Segways are just the uncoolest form of transport going… until you get on one and understand that what you’re riding is not a geeky looking stick on two wheels but a 21st century version of Trigger. Segways are urban steeds and, apart from Seat 600s in Barcelona, they’ve been the most fun way of touring a city that I’ve experienced to date.
I’ve always been intrigued by Segways – how do you not fall over when you stand on one? So was slightly apprehensive about how I’d cope, especially after an embarrassing scooter experience in Lanzarote had convinced me that two-wheeled machines were not my forte. But within a couple of minutes of tuition by Segway Tarragona I could spin that baby on a centimo, safely whizz past pedestrians closer than a barber gets to his client’s chin, and stop instantly when a baby or, even more importantly, a puppy strayed in front of me. How do you not simply topple over? I don’t know, you just don’t. To move forward, you lean forward; to stop, you lean back. To turn – and this is going to sound nonsense – you think ‘left’ or ‘right’ and the machine responds. Okay, that is nonsense but Segways are so incredibly responsive that’s exactly how it felt. I was at one with my machine.
This was supposed to be about a tour of historic Tarragona as well… and it was, but the Segway was such fun that it sort of distracted from the history bit. Our guide Paco from Argos Serveis Cultural spotted early on that we (or some of us at least) viewed ourselves as easy gliders so kept the historic elements short and sharp as we ‘saddled up’ and silently sped through streets where Roman and Medieval architectural icons were ten a penny.
From outside the town hall in Placa de la Font (a good place to get to know your Segway) we headed first to the Balcó del Mediterrani (Balcony of the Mediterranean) before negotiating narrow alleys and pedestrian crossings on a speedy descent to Platja de l’Arrabassada. Once there, the promenade gave us scope to see what these babies could really do when unleashed (quite an exhilarating lot as it happens). After that it was history time with a pause at Tarraco’s Amphitheatre. Built in the 2nd century AD, it was the Romans’ version of a multi-cine where ‘now showing’ included public executions and animal v gladiator battles á la Maximus Decimus Meridius. It’s gladiator days are far from over as it’s still used for some truly bloody fights during events like Tarraco Viva in May.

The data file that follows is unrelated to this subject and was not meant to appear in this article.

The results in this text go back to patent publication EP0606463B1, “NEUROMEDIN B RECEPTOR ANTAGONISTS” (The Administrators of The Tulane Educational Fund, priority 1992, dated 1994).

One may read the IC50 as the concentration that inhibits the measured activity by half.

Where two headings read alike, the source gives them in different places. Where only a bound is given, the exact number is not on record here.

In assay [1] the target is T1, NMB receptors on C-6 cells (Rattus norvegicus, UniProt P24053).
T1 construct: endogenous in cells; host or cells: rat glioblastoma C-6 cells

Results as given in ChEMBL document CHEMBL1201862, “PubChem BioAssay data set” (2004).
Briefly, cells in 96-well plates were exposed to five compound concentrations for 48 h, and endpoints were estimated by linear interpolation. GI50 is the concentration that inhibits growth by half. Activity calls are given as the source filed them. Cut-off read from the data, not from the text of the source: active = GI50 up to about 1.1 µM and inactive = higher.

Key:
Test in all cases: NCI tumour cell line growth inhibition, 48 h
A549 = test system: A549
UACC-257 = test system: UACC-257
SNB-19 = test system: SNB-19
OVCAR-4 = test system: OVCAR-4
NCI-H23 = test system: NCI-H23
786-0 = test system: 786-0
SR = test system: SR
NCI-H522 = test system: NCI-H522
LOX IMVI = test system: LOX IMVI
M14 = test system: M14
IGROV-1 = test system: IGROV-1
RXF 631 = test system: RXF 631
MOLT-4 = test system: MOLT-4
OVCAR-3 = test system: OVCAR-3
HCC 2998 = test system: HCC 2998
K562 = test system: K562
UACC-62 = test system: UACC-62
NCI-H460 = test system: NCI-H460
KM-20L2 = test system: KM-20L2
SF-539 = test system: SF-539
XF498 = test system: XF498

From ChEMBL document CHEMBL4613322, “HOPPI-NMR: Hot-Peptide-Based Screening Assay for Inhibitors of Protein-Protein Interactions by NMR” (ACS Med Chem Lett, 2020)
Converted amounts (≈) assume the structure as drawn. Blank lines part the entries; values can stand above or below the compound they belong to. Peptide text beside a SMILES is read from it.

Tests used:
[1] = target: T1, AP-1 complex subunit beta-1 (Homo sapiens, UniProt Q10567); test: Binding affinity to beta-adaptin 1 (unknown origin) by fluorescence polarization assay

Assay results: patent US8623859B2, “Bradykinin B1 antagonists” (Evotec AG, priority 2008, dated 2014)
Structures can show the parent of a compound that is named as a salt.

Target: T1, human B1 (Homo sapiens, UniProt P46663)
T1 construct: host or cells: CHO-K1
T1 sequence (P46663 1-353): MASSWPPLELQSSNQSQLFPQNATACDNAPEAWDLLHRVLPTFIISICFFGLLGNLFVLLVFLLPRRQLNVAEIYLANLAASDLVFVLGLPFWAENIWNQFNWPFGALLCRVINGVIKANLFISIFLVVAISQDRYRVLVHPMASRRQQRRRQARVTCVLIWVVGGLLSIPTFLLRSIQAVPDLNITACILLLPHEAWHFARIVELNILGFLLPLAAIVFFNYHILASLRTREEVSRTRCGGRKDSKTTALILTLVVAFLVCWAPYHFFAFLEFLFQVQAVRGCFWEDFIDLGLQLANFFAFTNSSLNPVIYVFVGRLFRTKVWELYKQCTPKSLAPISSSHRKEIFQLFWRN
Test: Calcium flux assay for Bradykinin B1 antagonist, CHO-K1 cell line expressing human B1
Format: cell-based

With tales of gladiators filling our heads it was difficult not to imagine we were astride modern day chariots as we paraded through the old streets of the Jewish quarter. The route took us past architectural classics, teeming markets (that we could manoeuvre through crowded streets easily and safely is testament to the responsiveness of the Segways) and pavement cafés in the lovely Placa Rei that, had we been hoofing it, would have been by this point prefixed by ‘inviting’ for sure.
Although the fun of riding a Segway is a distraction, you are aware of your surroundings maybe even more so than if it had been a walking tour. On a Segway you’re able to cover… well a city without experiencing any pavement crunching fatigue. By the time we arrived, over an hour into the tour, at the glorious Tarragona Cathedral with its red-tiled dome sparkling in the sunlight and its sombre but beautifully detailed sculptured guardians, we were as bright-eyed and bushy tailed as we’d been at the start.
Thereafter we zipped through more atmosphere laden streets before arriving back at our starting point in Placa de la Font.
My looking-down-the-nose at Segways days are well and truly over. This was a fun way to get to know Tarragona, a lot of Tarragona, in an hour and a half and I don’t think there’s a better way to learn than when something is fun as well as being educational. There was only one downside to the historic tour of Tarragona on a Segway and that was when I had to hand it back.
We terrorised pedestrians and small animals as guests of the Catalunya Tourist Board. This particular tour was the Mare Nostrum Route offered by Segway Tarragona. It costs €49 and lasts one and a half hours.
Jack is co-owner, writer and photographer for BuzzTrips and the Real Tenerife series of travel websites as well as a contributor to online travel sites and travel magazines. Follow Jack on Google+